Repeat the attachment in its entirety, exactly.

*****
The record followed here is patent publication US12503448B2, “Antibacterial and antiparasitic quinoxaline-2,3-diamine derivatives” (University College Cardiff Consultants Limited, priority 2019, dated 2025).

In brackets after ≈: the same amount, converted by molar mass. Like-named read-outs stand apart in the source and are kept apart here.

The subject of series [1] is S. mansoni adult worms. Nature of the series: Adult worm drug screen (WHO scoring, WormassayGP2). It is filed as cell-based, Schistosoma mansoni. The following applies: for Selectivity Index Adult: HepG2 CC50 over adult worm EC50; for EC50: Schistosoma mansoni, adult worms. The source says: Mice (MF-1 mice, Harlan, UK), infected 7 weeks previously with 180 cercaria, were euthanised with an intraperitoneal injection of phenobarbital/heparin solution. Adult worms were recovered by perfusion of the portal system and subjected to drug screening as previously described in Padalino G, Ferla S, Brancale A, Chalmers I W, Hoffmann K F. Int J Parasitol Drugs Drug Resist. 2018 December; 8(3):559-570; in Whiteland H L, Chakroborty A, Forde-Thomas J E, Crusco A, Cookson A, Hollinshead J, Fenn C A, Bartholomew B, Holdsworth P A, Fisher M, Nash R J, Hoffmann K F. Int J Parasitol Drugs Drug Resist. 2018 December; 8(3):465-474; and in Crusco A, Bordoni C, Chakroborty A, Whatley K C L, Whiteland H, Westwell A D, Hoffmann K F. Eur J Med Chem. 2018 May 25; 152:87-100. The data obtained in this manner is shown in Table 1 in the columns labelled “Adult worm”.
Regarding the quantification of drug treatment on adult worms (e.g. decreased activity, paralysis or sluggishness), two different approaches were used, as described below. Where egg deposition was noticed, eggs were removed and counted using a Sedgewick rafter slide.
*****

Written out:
The record followed here is patent publication US12503448B2, “Antibacterial and antiparasitic quinoxaline-2,3-diamine derivatives” (University College Cardiff Consultants Limited, priority 2019, dated 2025).

In brackets after ≈: the same amount, converted by molar mass. Like-named read-outs stand apart in the source and are kept apart here.

The subject of series [1] is S. mansoni adult worms. Nature of the series: Adult worm drug screen (WHO scoring, WormassayGP2). It is filed as cell-based, Schistosoma mansoni. The following applies: for Selectivity Index Adult: HepG2 CC50 over adult worm EC50; for EC50: Schistosoma mansoni, adult worms. The source says: Mice (MF-1 mice, Harlan, UK), infected 7 weeks previously with 180 cercaria, were euthanised with an intraperitoneal injection of phenobarbital/heparin solution. Adult worms were recovered by perfusion of the portal system and subjected to drug screening as previously described in Padalino G, Ferla S, Brancale A, Chalmers I W, Hoffmann K F. Int J Parasitol Drugs Drug Resist. 2018 December; 8(3):559-570; in Whiteland H L, Chakroborty A, Forde-Thomas J E, Crusco A, Cookson A, Hollinshead J, Fenn C A, Bartholomew B, Holdsworth P A, Fisher M, Nash R J, Hoffmann K F. Int J Parasitol Drugs Drug Resist. 2018 December; 8(3):465-474; and in Crusco A, Bordoni C, Chakroborty A, Whatley K C L, Whiteland H, Westwell A D, Hoffmann K F. Eur J Med Chem. 2018 May 25; 152:87-100. The data obtained in this manner is shown in Table 1 in the columns labelled “Adult worm”.
Regarding the quantification of drug treatment on adult worms (e.g. decreased activity, paralysis or sluggishness), two different approaches were used, as described below. Where egg deposition was noticed, eggs were removed and counted using a Sedgewick rafter slide.